Sunday, December 5, 2010
While craftsmanship may speak to the future, it is always tied to the past. The craftsperson, whether potter, carpenter, knitter, or quilter, is always aware of the lore that makes their craft possible. The potter knows the age-old recipes for glazes. The knitter has cable and lace designs going back hundreds of years. Quilters still return to the patterns found in the remarkable old appliqued Baltimore quilts made in mid-nineteenth century America or return to the simple log cabin pieced out of strips of leftover cloth by a woman settling the prairies.
The craftsman doesn't hurry. Time, in the way we normally parcel it out, doesn't matter. What matters is only the quality of the work. The hand quilter may take a single stitch at a time if the quilting design twists and turns. Knitters too work a stitch at a time, and often slow themselves down with complex but beautiful patterns. We're moving forward, but in twenty-first century terms, we're moving at the pace of a tortoise drawing a very long thread. At the same time, because people have knitted and quilted since time out of mind, that long thread is tethered to the past. If time doesn't matter, beauty does, as does being truthful to the craft itself.
Having written that sentence, and feeling that it's somehow accurate, I had to stop and think about what I meant. There are many ways of distiguishing between art and craft, most of them focussing rather narrowly on the fact that we use craft, while art is gloriously useless, happy to be itself. This is a problematic distinction (and fodder for another blog?); much art is useful in an ineffable way; much mature craft poses questions that are not unlike those art ponders. Perhaps a more useful distinction is this. Art is only art once it's fully achieved, whereas craft admits of a process. A simple scarf, knit on large needles, if the stitches are even and care has been taken with the tension, can be well crafted. We learn our crafts in simple steps; a first quilt might be made of straightforward, easy to piece four-patches, quilted in a grid. Pay attention to colour, sew your seams evenly, try to make your quilting stitches even, and you are learning the craftsmanship needed to make the most complex quilt. When you do these things well, you are being truthful to the craft, regardless of where you are in the learning process. Because craft can be done well at the most basic levels, it can feed a hunger in us to make something skillfully, a hunger Bill Reid alludes to.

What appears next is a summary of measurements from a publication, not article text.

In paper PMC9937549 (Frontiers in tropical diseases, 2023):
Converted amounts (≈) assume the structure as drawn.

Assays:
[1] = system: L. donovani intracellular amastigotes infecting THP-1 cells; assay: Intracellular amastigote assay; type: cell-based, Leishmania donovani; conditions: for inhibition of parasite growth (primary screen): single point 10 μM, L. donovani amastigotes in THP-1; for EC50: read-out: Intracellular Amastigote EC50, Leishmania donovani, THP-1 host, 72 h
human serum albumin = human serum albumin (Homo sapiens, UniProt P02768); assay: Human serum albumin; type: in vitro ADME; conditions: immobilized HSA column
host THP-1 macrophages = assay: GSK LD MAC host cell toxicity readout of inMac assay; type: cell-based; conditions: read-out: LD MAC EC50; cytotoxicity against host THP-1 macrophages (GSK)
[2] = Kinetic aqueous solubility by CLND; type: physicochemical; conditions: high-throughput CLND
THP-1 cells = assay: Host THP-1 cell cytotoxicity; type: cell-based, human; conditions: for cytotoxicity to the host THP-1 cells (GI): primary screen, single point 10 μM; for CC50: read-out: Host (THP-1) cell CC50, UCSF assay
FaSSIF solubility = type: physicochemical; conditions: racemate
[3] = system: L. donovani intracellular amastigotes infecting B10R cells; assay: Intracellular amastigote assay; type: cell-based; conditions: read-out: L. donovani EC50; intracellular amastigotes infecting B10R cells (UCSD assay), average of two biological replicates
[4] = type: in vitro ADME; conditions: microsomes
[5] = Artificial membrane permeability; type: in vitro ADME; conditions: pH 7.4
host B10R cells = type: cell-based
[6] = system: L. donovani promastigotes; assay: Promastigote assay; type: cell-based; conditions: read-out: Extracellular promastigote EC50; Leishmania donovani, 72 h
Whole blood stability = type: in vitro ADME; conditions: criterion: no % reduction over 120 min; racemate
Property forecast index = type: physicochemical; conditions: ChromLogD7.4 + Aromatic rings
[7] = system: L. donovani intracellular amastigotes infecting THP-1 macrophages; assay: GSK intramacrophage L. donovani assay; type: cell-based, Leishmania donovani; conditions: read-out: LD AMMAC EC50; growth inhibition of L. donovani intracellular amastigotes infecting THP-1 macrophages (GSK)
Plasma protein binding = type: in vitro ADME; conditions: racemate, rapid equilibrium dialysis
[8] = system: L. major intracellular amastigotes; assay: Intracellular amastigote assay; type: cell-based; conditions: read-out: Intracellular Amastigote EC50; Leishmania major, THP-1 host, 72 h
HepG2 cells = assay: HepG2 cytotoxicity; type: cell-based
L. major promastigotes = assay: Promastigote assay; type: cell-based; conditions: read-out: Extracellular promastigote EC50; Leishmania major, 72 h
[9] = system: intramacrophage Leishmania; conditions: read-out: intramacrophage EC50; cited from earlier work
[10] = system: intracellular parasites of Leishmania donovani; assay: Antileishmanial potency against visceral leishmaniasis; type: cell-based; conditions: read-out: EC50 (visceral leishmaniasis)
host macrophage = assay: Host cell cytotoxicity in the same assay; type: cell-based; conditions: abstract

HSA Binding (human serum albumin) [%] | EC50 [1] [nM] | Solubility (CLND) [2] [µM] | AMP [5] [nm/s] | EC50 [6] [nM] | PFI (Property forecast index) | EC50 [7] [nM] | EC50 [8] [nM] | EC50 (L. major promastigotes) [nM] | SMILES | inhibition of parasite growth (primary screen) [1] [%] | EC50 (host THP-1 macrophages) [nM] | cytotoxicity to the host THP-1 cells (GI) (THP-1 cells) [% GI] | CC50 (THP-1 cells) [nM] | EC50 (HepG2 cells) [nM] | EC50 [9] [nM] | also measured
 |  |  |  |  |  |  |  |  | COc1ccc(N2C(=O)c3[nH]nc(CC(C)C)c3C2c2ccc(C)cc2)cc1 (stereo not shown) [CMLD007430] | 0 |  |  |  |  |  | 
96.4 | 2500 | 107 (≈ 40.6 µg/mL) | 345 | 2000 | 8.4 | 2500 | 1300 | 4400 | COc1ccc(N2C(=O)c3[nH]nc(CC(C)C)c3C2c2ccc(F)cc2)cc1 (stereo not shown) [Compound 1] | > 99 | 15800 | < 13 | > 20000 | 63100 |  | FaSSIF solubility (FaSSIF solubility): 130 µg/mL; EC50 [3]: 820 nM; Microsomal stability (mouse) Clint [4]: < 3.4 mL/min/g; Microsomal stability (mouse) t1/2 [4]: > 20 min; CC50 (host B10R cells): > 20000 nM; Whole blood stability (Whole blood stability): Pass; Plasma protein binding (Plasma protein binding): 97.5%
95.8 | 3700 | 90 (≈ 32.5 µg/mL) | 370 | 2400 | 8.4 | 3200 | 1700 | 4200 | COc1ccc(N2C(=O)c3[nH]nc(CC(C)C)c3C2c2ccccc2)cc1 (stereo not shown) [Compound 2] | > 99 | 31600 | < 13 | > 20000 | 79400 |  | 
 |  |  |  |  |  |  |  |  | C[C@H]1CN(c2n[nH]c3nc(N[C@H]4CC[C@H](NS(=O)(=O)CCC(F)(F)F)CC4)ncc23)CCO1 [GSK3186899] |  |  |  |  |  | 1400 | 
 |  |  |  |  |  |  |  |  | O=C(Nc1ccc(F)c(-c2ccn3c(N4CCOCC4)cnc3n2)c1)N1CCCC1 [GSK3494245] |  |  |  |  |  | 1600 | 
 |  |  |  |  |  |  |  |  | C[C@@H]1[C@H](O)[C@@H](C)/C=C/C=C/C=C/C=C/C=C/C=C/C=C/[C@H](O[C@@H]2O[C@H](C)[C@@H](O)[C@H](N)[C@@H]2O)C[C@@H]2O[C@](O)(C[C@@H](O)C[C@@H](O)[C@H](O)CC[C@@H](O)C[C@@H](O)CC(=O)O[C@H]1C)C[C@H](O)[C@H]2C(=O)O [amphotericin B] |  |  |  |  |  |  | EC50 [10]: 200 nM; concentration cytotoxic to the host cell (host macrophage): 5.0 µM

Earlier this fall, I went to see one of my favourite craftspeople, Sue Turtle. I met Sue last year when I bought the hand spun, hand knit shawl you see on the right beneath the woven scarf I bought this year. The shawl is spun out of various fibres, including Qiviuk, the downy under coat of the Musk Ox. It's extraordinarily warm, yet very light. Sue loves the whole process: filling the sink with stinky fleece that still smells of an animal, spinning the fibre, designing a project, and knitting it up. Fibres, which can be rough and full of all kinds of debris, apparently bloom when they're washed. Spinning, she tells me, is certainly repetitive, but it's like having a mantra that feels wonderful in your hands. When her mother knit, she simply followed patterns, but Sue likes to experiment with the interplay between a particular wool and the designs it can make. While she depends on the lore of knitters--books that collect every decorative pattern of stitches ever tried--she wants to make something no one has quite made before. The last ingredient in her satisfaction is giving it to someone who loves the work and who will gain pleasure from it.
Lest we think that knitting is falling by the wayside, undertaken by retired nurses like Sue, I should tell you that Ravelry, a website for spinners, knitters, and crocheters which contains everything from patterns to advice to blogs and chat rooms, recently admitted its millionth member. Its enormous library of free patterns speaks to the craftsperson's desire to make it new, to conceive of something no one else has thought of. Cookie A, for example, can't seem to stop creating new and astounding patterns for socks that make inventive use of the sock's three-dimensional shape.
Today I am going to spend the day working on the hand knit mittens my nephew asked me to make him for Christmas. When I asked him what colour he wanted, he said orange, purple, and black. I suspect the colours have something to do with sports teams, but what do I know? I just knit. It was a challenge, but I found a Noro purple and orange on the edge between attitude and cheer to go with my black merino. I'll be using a pattern designed during the Second World War to make dense, heavy mittens on tiny needles for the men at the front, largely because someone took the time to work out a pattern of decreases that give you a beautifully-shaped round top. (They won't look like the toe of a sock, as some mittens do.) Because the sleeves of his coat are quite open, I'll be adding a purple rolled stockinette cuff before I begin the orange ribbing. Because he's a handsome young man and needs mittens with some class (in spite of the colours), there will be a complex cable up the back of the hand. Each thumb will have a tiny, different-coloured stripe so he'll always know his right mitten from his left. I love knitting on four needles, so the craftsmanship will be more pleasure than challenge. I do know that no one will have mittens quite like these.
at 1:40 PM
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